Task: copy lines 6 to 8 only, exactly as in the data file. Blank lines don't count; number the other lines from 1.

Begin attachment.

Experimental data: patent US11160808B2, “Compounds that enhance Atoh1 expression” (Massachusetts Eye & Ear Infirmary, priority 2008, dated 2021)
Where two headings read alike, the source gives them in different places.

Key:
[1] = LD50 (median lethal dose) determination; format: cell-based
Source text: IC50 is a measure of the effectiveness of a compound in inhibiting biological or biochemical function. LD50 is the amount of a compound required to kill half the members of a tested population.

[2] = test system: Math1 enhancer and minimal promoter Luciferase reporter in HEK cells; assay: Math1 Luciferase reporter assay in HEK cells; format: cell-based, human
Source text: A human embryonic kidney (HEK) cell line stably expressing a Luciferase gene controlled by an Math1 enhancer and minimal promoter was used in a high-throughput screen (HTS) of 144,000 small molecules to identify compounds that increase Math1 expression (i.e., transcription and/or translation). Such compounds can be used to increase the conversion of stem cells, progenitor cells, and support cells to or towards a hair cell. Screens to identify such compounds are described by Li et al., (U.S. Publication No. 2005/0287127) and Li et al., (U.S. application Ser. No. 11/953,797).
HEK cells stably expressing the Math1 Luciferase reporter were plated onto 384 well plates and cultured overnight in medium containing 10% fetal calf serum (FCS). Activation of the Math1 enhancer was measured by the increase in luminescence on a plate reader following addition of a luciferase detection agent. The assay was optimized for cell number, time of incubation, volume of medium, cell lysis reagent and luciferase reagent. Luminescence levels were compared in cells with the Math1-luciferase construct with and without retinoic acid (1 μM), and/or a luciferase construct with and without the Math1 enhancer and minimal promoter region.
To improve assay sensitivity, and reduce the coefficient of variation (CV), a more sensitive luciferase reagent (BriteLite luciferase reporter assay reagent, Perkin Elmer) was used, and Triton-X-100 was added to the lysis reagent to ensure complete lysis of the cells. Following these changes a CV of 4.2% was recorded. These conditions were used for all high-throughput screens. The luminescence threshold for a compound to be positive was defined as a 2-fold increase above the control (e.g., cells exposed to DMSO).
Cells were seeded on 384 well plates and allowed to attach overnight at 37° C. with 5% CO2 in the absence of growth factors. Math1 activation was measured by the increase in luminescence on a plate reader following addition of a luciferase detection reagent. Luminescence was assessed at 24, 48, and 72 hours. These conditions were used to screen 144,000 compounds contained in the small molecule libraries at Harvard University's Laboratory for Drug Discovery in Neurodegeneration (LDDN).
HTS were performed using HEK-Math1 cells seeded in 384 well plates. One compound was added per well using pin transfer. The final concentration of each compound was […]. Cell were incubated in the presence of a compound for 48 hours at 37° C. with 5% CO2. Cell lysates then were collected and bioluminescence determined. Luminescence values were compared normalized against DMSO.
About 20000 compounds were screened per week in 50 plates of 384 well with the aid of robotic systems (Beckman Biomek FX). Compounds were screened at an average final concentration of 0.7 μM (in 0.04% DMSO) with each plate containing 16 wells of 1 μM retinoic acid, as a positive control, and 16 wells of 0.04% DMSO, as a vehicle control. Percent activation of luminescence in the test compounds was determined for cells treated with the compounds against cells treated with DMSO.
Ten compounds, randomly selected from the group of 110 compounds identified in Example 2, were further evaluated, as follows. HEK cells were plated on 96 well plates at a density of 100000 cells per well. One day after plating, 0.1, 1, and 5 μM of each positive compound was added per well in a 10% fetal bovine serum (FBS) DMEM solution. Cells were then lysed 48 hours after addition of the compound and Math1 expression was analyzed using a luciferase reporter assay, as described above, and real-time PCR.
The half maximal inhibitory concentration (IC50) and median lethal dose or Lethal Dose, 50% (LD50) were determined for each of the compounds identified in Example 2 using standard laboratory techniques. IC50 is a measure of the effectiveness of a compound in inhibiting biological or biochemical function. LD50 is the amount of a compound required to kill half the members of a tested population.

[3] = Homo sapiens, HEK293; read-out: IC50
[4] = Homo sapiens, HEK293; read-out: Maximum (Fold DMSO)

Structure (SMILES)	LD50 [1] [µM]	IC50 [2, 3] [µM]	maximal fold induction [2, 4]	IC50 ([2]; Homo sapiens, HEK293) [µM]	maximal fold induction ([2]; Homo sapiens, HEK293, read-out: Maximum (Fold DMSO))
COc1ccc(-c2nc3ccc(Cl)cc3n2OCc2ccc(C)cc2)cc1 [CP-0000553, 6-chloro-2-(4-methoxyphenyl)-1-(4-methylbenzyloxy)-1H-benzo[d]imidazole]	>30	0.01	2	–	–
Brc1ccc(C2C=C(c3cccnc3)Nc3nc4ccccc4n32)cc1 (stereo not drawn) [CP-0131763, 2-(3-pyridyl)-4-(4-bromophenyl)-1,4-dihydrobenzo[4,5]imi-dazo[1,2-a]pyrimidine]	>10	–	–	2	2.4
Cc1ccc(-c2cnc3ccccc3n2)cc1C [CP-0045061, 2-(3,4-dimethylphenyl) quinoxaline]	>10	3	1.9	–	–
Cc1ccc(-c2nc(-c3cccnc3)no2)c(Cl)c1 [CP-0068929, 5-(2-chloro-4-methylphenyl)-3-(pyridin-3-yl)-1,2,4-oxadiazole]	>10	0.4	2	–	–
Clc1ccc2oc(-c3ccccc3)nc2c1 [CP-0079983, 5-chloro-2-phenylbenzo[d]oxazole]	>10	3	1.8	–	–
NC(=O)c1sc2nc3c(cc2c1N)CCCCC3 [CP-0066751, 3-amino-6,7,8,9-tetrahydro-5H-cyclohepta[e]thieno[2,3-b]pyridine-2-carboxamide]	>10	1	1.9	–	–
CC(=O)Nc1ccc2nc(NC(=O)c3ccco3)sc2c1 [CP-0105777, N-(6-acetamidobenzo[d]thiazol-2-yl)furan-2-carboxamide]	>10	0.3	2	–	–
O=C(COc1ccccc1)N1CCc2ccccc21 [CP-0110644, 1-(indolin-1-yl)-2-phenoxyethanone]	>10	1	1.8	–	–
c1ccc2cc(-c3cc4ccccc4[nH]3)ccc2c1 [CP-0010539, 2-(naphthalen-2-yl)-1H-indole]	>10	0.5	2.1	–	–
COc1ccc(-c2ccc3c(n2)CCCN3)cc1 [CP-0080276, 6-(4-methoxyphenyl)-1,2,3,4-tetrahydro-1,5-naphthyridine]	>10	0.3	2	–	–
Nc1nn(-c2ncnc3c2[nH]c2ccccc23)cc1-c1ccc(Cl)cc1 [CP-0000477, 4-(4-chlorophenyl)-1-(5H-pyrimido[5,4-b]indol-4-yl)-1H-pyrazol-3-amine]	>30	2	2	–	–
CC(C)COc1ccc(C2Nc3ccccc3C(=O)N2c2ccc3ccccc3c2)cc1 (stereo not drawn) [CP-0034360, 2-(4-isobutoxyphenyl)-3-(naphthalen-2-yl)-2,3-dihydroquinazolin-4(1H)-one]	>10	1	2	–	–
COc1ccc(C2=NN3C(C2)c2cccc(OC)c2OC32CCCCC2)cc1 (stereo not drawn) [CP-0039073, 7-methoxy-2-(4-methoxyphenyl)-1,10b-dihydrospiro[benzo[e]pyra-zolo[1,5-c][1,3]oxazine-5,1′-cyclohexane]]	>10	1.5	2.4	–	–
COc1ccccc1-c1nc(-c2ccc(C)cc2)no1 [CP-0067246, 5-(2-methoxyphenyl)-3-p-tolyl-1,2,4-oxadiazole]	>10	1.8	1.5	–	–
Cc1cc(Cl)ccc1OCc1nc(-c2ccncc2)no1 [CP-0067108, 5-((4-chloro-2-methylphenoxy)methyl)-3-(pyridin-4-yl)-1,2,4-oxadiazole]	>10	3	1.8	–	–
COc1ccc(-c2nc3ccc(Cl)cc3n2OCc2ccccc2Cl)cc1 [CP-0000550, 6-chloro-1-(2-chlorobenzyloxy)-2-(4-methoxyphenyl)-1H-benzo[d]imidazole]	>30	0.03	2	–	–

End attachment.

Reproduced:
[2] = test system: Math1 enhancer and minimal promoter Luciferase reporter in HEK cells; assay: Math1 Luciferase reporter assay in HEK cells; format: cell-based, human
Source text: A human embryonic kidney (HEK) cell line stably expressing a Luciferase gene controlled by an Math1 enhancer and minimal promoter was used in a high-throughput screen (HTS) of 144,000 small molecules to identify compounds that increase Math1 expression (i.e., transcription and/or translation). Such compounds can be used to increase the conversion of stem cells, progenitor cells, and support cells to or towards a hair cell. Screens to identify such compounds are described by Li et al., (U.S. Publication No. 2005/0287127) and Li et al., (U.S. application Ser. No. 11/953,797).
HEK cells stably expressing the Math1 Luciferase reporter were plated onto 384 well plates and cultured overnight in medium containing 10% fetal calf serum (FCS). Activation of the Math1 enhancer was measured by the increase in luminescence on a plate reader following addition of a luciferase detection agent. The assay was optimized for cell number, time of incubation, volume of medium, cell lysis reagent and luciferase reagent. Luminescence levels were compared in cells with the Math1-luciferase construct with and without retinoic acid (1 μM), and/or a luciferase construct with and without the Math1 enhancer and minimal promoter region.